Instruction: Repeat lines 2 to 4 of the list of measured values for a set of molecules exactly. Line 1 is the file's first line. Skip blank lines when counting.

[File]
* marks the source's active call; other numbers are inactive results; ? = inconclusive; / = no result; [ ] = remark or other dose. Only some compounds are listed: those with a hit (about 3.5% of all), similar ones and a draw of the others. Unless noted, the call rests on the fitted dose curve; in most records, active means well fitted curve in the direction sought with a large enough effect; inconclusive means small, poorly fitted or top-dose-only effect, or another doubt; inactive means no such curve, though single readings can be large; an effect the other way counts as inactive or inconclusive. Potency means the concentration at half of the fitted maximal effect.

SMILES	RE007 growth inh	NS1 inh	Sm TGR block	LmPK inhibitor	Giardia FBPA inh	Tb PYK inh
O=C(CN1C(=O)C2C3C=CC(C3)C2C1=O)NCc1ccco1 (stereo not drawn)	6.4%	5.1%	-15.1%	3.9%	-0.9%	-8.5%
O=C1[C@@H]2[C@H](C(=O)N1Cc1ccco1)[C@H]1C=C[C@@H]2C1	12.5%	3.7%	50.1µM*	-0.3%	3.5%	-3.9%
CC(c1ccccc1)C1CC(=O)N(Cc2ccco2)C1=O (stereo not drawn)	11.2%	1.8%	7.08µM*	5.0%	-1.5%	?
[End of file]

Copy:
SMILES	RE007 growth inh	NS1 inh	Sm TGR block	LmPK inhibitor	Giardia FBPA inh	Tb PYK inh
O=C(CN1C(=O)C2C3C=CC(C3)C2C1=O)NCc1ccco1 (stereo not drawn)	6.4%	5.1%	-15.1%	3.9%	-0.9%	-8.5%
O=C1[C@@H]2[C@H](C(=O)N1Cc1ccco1)[C@H]1C=C[C@@H]2C1	12.5%	3.7%	50.1µM*	-0.3%	3.5%	-3.9%